To realize the possibilities, attention needs to be directed toward the most significantly underutilized resource: the women of MENA—the Middle East and North African countries. Educating the men of MENA on the importance of women working and holding leadership roles will improve the economies of those nations and lead to both national and global rewards, such as dissolving cultural stereotypes.

The OECD reports that increasing participation in the women's labor force could easily result in a $12 trillion jump in the global GDP by the year 2025.

In order to put this issue in perspective, the MENA region has the second highest unemployment rate in the world. According to the World Bank, more women than men go to universities, but for many in this region the journey ends with a degree. After graduating, women tend to stay at home due to social and cultural pressures. In 2017, the OECD estimated that unemployment among women is costing some $575 billion annually.

Forbes and Arabian Business have each published lists of the 100 most powerful Arab businesswomen, yet most female entrepreneurs in the Middle East run family businesses. When it comes to managerial positions, the MENA region ranks last with only 13 percent women among the total number of CEOs according to the Swiss-based International Labor Organization (ILO.org publication "Women Business Management – Gaining Momentum in the Middle East and Africa.")

The lopsided tendency that keeps women in family business—remaining tethered to the home even if they are prepared and capable of moving "into the world"—is noted in a report prepared by OECD. The survey provides factual support for the intuitive concern of cultural and political imbalance impeding the progression of women into the workplace who are otherwise fully capable. The nations of Algeria, Tunisia, Morocco, Libya, Jordan and Egypt all prohibit gender discrimination and legislate equal pay for men and women, but the progressive-sounding checklist of their rights fails to impact on "hiring, wages or women's labor force participation." In fact, the report continues, "Women in the six countries receive inferior wages for equal work… and in the private sector women rarely hold management positions or sit on the boards of companies."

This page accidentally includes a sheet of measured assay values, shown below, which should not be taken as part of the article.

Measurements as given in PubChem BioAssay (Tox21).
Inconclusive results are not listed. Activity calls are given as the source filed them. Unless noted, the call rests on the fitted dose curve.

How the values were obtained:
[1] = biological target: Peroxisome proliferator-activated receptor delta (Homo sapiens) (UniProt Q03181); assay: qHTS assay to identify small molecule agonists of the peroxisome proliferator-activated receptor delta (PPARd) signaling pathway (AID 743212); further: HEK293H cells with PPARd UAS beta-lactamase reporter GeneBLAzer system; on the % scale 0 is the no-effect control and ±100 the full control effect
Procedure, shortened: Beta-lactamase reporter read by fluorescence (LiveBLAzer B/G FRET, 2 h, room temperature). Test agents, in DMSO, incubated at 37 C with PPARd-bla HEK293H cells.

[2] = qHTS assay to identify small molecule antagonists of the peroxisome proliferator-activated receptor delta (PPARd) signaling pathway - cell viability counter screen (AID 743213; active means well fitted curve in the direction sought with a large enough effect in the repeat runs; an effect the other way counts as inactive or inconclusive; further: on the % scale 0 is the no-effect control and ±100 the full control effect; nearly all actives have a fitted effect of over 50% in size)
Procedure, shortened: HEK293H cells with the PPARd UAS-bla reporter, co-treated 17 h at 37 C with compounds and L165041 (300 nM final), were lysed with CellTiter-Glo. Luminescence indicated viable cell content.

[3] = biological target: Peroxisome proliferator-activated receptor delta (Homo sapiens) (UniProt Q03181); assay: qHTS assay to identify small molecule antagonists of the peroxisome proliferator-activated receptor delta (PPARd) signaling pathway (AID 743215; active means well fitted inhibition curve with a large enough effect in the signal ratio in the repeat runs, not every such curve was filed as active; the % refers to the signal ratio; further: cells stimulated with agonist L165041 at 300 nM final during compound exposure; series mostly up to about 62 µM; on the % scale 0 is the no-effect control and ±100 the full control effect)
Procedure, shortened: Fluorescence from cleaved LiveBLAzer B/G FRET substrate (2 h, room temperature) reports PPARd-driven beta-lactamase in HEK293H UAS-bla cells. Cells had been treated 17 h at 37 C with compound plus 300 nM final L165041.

This is more than a feminist mantra; MENA's males must learn that they, too, will benefit from accelerating the entry of women into the workforce on all levels. Some projections of value lost because women are unable to work; or conversely the amount of potential revenue are significant.

Elissa Freiha, founder of Womena, the leading empowerment platform in the Middle East, emphasizes the financial benefit of having women in high positions when communicating with men's groups. From a business perspective it has been proven through the market Index provider MSCI.com that companies with more women on their boards deliver 36% better equity than those lacking board diversity.

She challenges companies with the knowledge that, "From a business level, you can have a potential of 63% by incorporating the female perspective on the executive team and the boards of companies."

Freiha agrees that educating MENA's men will turn the tide. "It is difficult to argue culturally that a woman can disconnect herself from the household and community." Her own father, a United Arab Emirates native of Lebanese descent, preferred she get a job in the government, but after one month she quit and went on to create Womena. The fact that this win-lose situation was supported by an open-minded father, further propelled Freiha to start her own business.

"From a business level, you can have a potential of 63% by incorporating the female perspective on the executive team and the boards of companies." - Elissa Frei

While not all men share the open-mindedness of Freiha's dad, a striking number of MENA's women have convincingly demonstrated that the talent pool is skilled, capable and all-around impressive. One such woman is the prominent Sheikha Lubna bint Khalid bin Sultan Al-Qasimi, who is currently serving as a cabinet minister in the United Arab Emirates and previously headed a successful IT strategy company.

Al-Qasimi exemplifies the potential for MENA women in leadership, but how can one example become a cultural norm? Marcello Bonatto, who runs Re: Coded, a program that teaches young people in Turkey, Iraq and Yemen to become technology leaders, believes that multigenerational education is the key. He believes in the importance of educating the parent along with their offspring, "particularly when it comes to women." Bonatto notes the number of conflict-affected youth who have succeeded through his program—a boot camp training in technology.

The United Nations Women alongside Promundo—a Brazil-based NGO that promotes gender-equality and non-violence—sponsored a study titled, "International Men and Gender Equality Survey of the Middle East and North Africa in 2017."

This study surveyed ten thousand men and women between the ages of 18 and 59 across both rural and urban areas in Egypt, Lebanon, Morocco and the Palestinian Authority. It reports that, "Men expected to control their wives' personal freedoms from what they wear to when the couple has sex." Additionally, a mere one-tenth to one-third of men reported having recently carried out a more conventionally "female task" in their home.

Although the MENA region is steeped in historical tribal culture, the current conflict of gender roles is at a crucial turning point. Masculine power structures still play a huge role in these countries, and despite this obstacle, women are on the rise. But without the support of their nations' men this will continue to be an uphill battle. And if change won't come from the culture, maybe it can come from money. By educating MENA's men about these issues, the estimated $27 trillion that women could bring to their economies might not be a dream. Women have been empowering themselves for years, but it's time for MENA's men to empower its women.